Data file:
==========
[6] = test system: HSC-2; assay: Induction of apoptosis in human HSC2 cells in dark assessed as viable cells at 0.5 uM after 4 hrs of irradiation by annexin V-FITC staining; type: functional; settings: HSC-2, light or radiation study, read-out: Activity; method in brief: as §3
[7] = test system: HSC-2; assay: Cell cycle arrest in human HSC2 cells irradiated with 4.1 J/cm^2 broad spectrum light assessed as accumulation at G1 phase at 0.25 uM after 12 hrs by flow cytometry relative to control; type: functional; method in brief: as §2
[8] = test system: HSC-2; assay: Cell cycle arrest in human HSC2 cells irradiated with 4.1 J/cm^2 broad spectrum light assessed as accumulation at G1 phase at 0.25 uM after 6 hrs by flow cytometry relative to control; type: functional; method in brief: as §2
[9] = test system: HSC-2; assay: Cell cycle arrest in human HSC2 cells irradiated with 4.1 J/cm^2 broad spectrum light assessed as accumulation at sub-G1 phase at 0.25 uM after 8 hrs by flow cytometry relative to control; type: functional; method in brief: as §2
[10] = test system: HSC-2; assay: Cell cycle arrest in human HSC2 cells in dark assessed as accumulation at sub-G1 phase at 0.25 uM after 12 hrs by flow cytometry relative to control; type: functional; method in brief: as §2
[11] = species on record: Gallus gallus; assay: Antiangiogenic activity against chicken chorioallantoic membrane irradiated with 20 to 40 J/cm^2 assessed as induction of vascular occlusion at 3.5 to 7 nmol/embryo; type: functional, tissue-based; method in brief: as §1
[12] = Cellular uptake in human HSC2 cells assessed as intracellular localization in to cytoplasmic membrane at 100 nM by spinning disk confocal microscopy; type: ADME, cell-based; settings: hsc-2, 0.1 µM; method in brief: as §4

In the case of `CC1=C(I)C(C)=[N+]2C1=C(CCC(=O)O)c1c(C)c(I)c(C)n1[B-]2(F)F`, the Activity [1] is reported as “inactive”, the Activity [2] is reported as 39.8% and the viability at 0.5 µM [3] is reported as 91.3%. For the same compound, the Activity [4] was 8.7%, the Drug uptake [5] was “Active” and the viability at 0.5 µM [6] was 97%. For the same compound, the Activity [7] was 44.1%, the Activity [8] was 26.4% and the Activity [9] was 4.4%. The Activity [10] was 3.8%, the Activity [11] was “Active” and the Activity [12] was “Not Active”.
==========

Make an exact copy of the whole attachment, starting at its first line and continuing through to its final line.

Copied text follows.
[6] = test system: HSC-2; assay: Induction of apoptosis in human HSC2 cells in dark assessed as viable cells at 0.5 uM after 4 hrs of irradiation by annexin V-FITC staining; type: functional; settings: HSC-2, light or radiation study, read-out: Activity; method in brief: as §3
[7] = test system: HSC-2; assay: Cell cycle arrest in human HSC2 cells irradiated with 4.1 J/cm^2 broad spectrum light assessed as accumulation at G1 phase at 0.25 uM after 12 hrs by flow cytometry relative to control; type: functional; method in brief: as §2
[8] = test system: HSC-2; assay: Cell cycle arrest in human HSC2 cells irradiated with 4.1 J/cm^2 broad spectrum light assessed as accumulation at G1 phase at 0.25 uM after 6 hrs by flow cytometry relative to control; type: functional; method in brief: as §2
[9] = test system: HSC-2; assay: Cell cycle arrest in human HSC2 cells irradiated with 4.1 J/cm^2 broad spectrum light assessed as accumulation at sub-G1 phase at 0.25 uM after 8 hrs by flow cytometry relative to control; type: functional; method in brief: as §2
[10] = test system: HSC-2; assay: Cell cycle arrest in human HSC2 cells in dark assessed as accumulation at sub-G1 phase at 0.25 uM after 12 hrs by flow cytometry relative to control; type: functional; method in brief: as §2
[11] = species on record: Gallus gallus; assay: Antiangiogenic activity against chicken chorioallantoic membrane irradiated with 20 to 40 J/cm^2 assessed as induction of vascular occlusion at 3.5 to 7 nmol/embryo; type: functional, tissue-based; method in brief: as §1
[12] = Cellular uptake in human HSC2 cells assessed as intracellular localization in to cytoplasmic membrane at 100 nM by spinning disk confocal microscopy; type: ADME, cell-based; settings: hsc-2, 0.1 µM; method in brief: as §4

In the case of `CC1=C(I)C(C)=[N+]2C1=C(CCC(=O)O)c1c(C)c(I)c(C)n1[B-]2(F)F`, the Activity [1] is reported as “inactive”, the Activity [2] is reported as 39.8% and the viability at 0.5 µM [3] is reported as 91.3%. For the same compound, the Activity [4] was 8.7%, the Drug uptake [5] was “Active” and the viability at 0.5 µM [6] was 97%. For the same compound, the Activity [7] was 44.1%, the Activity [8] was 26.4% and the Activity [9] was 4.4%. The Activity [10] was 3.8%, the Activity [11] was “Active” and the Activity [12] was “Not Active”.